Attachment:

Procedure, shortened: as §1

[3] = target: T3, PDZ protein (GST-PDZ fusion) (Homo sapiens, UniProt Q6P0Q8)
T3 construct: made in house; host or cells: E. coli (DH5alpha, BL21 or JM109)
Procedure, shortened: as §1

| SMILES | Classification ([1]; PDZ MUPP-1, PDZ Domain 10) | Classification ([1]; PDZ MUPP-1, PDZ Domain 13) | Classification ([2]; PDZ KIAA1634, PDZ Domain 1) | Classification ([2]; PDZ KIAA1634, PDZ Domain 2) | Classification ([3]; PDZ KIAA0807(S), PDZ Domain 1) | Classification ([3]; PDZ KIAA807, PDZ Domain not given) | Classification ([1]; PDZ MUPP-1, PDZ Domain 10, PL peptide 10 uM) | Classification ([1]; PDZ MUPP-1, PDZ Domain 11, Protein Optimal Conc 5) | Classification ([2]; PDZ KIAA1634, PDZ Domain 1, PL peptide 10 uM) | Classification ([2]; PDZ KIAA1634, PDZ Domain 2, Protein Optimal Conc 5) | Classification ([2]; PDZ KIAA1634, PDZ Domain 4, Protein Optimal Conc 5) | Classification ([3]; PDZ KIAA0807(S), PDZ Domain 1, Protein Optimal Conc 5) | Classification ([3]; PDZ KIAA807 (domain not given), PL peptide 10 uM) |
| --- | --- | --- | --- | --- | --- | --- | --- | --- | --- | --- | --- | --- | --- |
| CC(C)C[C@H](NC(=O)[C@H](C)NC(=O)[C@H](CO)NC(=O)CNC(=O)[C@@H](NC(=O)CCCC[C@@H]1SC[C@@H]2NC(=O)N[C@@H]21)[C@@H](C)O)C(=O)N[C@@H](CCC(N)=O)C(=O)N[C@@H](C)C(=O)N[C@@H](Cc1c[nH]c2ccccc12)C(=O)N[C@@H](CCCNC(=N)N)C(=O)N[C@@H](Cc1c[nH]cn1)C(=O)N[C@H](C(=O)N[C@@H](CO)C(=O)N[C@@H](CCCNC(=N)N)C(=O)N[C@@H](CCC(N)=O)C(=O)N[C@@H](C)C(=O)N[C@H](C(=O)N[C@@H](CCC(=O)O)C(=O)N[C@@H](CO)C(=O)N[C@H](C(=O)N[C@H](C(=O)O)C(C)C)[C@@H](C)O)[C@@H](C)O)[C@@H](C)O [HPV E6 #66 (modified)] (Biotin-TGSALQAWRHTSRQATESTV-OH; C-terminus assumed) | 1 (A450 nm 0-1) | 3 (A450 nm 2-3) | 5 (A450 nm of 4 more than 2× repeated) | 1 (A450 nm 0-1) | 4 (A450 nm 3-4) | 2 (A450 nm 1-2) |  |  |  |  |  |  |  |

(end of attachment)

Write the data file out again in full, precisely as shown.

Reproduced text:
Procedure, shortened: as §1

[3] = target: T3, PDZ protein (GST-PDZ fusion) (Homo sapiens, UniProt Q6P0Q8)
T3 construct: made in house; host or cells: E. coli (DH5alpha, BL21 or JM109)
Procedure, shortened: as §1

| SMILES | Classification ([1]; PDZ MUPP-1, PDZ Domain 10) | Classification ([1]; PDZ MUPP-1, PDZ Domain 13) | Classification ([2]; PDZ KIAA1634, PDZ Domain 1) | Classification ([2]; PDZ KIAA1634, PDZ Domain 2) | Classification ([3]; PDZ KIAA0807(S), PDZ Domain 1) | Classification ([3]; PDZ KIAA807, PDZ Domain not given) | Classification ([1]; PDZ MUPP-1, PDZ Domain 10, PL peptide 10 uM) | Classification ([1]; PDZ MUPP-1, PDZ Domain 11, Protein Optimal Conc 5) | Classification ([2]; PDZ KIAA1634, PDZ Domain 1, PL peptide 10 uM) | Classification ([2]; PDZ KIAA1634, PDZ Domain 2, Protein Optimal Conc 5) | Classification ([2]; PDZ KIAA1634, PDZ Domain 4, Protein Optimal Conc 5) | Classification ([3]; PDZ KIAA0807(S), PDZ Domain 1, Protein Optimal Conc 5) | Classification ([3]; PDZ KIAA807 (domain not given), PL peptide 10 uM) |
| --- | --- | --- | --- | --- | --- | --- | --- | --- | --- | --- | --- | --- | --- |
| CC(C)C[C@H](NC(=O)[C@H](C)NC(=O)[C@H](CO)NC(=O)CNC(=O)[C@@H](NC(=O)CCCC[C@@H]1SC[C@@H]2NC(=O)N[C@@H]21)[C@@H](C)O)C(=O)N[C@@H](CCC(N)=O)C(=O)N[C@@H](C)C(=O)N[C@@H](Cc1c[nH]c2ccccc12)C(=O)N[C@@H](CCCNC(=N)N)C(=O)N[C@@H](Cc1c[nH]cn1)C(=O)N[C@H](C(=O)N[C@@H](CO)C(=O)N[C@@H](CCCNC(=N)N)C(=O)N[C@@H](CCC(N)=O)C(=O)N[C@@H](C)C(=O)N[C@H](C(=O)N[C@@H](CCC(=O)O)C(=O)N[C@@H](CO)C(=O)N[C@H](C(=O)N[C@H](C(=O)O)C(C)C)[C@@H](C)O)[C@@H](C)O)[C@@H](C)O [HPV E6 #66 (modified)] (Biotin-TGSALQAWRHTSRQATESTV-OH; C-terminus assumed) | 1 (A450 nm 0-1) | 3 (A450 nm 2-3) | 5 (A450 nm of 4 more than 2× repeated) | 1 (A450 nm 0-1) | 4 (A450 nm 3-4) | 2 (A450 nm 1-2) |  |  |  |  |  |  |  |